This Time’s Trek Tells a Heartfelt Story

Photo: courtesy ADB Publicity.

Robert Vaughn’s This Time is home to everything from the horrors of conversion therapy to alcoholism, loss, and grief. A drama of this scale could follow any of these concepts closely, and while the film reaches its destination, it does so with some meandering along the way. It can be difficult for any filmmaker to really focus on what their work is about, but This Time chooses to leave its foot on the gas until it figures this out.

This Time follows Grace Mitchum (Anwen O’Driscoll) and Red Burns (Charles Martin Smith) as they trek across the country to know where to spread Grace’s father’s ashes. On its own, this trek would be a compelling plot, with plenty of room to watch these characters change and grow. However, Vaughn and writer Allie Jennings choose to add so much to the narrative that, by the end of things, the trek seems almost incidental.

Anwen O'Driscoll as Grace Mitchum in This Time, looking behind her inside of a car while wearing a baseball cap.
Grace (Anwen O’Driscoll), without having even a learner’s permit, needs Red’s help to get across the country. Photo: courtesy ADB Publicity.

Grace, ever the good Christian girl, is caught kissing another girl by her seemingly abusive stepfather and is being sent to a conversion therapy facility as a result. Once again, this is already compelling on its own. To escape, she steals the hearse from the family’s funeral home and enlists Red to drive it, someone fundamentally incredibly different from her.

Vaughn and his team devote equal time to Grace’s escape from the perceptions of her sexuality and Red’s alcoholism, on top of a story already jam-packed with a road trip story and one of actually figuring out who Grace’s father was. It’s no bad thing to have so much going on in a plot, but when everything moves at 70 miles per hour, it’s difficult to make out where the characters actually are.

There are a lot of ways to show how characters relate to each other, but more than in any other movie this year, I wish I could just watch Grace and Red really talk. Sure, they’re always speaking to each other throughout the film, but they’re not talking, not really. So much of their relationship seems to improve by pushing each other to their limit, but the consequences of that are rarely seen or felt. Even as Grace ends up at the facility, she seems to forgive Red right away.

Anwen O'Driscoll as Grace Mitchum in This Time, in a hat and feather boa to look like Liza Minnelli
Grace notices that all of her father’s letters are seemingly addressed to Liza Minnelli. Photo: courtesy ADB Publicity.

If all of the above wasn’t enough, Grace is still left wondering about the life her father led in a series of letters he had written to, seemingly, Liza Minnelli. Each story he tells is visited, each location a destination. Some of these could have been left alone, but they’re all made of equal importance to Grace, so they’re destined to share the film’s runtime with everything else.

This Time tries its best to explore the life of a queer minor, one facing unimaginable struggles. As the film moves at a breakneck pace, Grace does too; she has to. Red’s own problems and bad decisions get mixed up in all of this: he’s been spiraling for what seems like forever. When the film changes course halfway through, it’s the only way through all the destinations of its plot.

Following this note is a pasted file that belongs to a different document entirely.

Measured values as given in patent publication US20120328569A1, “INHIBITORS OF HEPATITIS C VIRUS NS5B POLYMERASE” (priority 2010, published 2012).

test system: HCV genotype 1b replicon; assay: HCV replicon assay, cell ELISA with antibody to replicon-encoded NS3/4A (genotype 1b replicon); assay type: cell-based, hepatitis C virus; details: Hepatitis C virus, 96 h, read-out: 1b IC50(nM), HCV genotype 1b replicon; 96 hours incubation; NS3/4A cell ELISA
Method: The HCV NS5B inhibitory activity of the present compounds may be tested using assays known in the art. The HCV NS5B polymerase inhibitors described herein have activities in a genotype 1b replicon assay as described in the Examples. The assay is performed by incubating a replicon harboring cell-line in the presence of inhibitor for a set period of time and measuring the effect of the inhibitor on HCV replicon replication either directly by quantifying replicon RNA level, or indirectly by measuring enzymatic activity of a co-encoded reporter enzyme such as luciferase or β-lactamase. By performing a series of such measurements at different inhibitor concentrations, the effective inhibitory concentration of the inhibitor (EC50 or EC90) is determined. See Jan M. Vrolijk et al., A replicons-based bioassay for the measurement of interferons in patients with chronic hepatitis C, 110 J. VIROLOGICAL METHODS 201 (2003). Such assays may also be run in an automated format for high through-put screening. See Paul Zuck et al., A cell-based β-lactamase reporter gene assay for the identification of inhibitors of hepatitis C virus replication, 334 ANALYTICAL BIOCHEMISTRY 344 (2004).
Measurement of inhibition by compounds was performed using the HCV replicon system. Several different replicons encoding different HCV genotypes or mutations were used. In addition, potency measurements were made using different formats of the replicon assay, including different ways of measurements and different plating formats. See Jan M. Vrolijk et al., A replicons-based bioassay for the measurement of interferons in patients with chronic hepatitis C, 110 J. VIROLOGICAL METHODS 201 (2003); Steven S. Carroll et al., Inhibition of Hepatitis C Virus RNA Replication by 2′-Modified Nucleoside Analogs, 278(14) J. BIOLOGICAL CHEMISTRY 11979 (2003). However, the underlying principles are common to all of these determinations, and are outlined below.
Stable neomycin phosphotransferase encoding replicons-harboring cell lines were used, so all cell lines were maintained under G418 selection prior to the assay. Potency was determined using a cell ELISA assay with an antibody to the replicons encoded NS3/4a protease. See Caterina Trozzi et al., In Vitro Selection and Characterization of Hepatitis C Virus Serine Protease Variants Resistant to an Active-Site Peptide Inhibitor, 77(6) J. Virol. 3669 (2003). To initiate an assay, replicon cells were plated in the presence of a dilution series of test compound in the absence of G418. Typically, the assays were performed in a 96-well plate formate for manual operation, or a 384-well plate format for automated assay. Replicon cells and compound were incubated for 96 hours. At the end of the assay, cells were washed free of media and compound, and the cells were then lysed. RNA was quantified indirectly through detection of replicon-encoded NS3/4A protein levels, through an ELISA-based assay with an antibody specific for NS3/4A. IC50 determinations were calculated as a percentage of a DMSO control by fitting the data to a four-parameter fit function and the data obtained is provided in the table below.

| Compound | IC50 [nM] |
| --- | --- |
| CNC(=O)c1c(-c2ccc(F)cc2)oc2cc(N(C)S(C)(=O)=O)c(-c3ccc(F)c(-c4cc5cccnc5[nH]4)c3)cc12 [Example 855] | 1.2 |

The film’s strongest sequence by far is in the conversion therapy facility. I even said aloud that I wish the entire film had shared some of this direction. The entire way Grace perceives the world is changed: Dutch angles and vivid lights replace the muted colors and traditional camera work of how she had been living before.

Charles Martin Smith as Red, covered in purple light in a bar.
While Grace has to figure out her father’s past, Red (Charles Martin Smith) has to try to come to terms with his own. Photo: courtesy ADB Publicity.

As Grace and Red both accept and work on their problems, things begin to slow. Never enough to actually take a second and stop, mind you, but enough to notice. They both acclimate to their situations, to the people they are. They share more common ground, pushing each other to succeed instead of just testing their breaking points. As they finally reach Los Angeles and their destination, they’re no longer pulling all of the other plot threads behind them.

Sure, Grace and Red’s lives will be changed permanently and may even become worse, but they’ll be living. To be trapped running or spiraling is a terrible thing, one that can be impossible to break out of. The fact that the notes left for Grace to decipher seem to show her father failing to do the same is heartbreaking, a man without someone else to push him to be better, instead of just pushing him.

With a mix of strong performances, This Time may not be for everyone. But, with a message that’s able to come through every single plot thread, every destination on its trip, the film is worth a shot for anyone looking for a little push. With a cast and crew that are largely queer themselves, there’s a lot of passion onscreen at any given moment, and This Time makes it evident that every part of this journey is equally important.

Written by CM McCambridge

June "CM" McCambridge is a current Goldring Arts Journalism graduate student at Syracuse University with a passion for film, music, and theatre. After spending years of her life working in each, she now shares her passions by writing about them.

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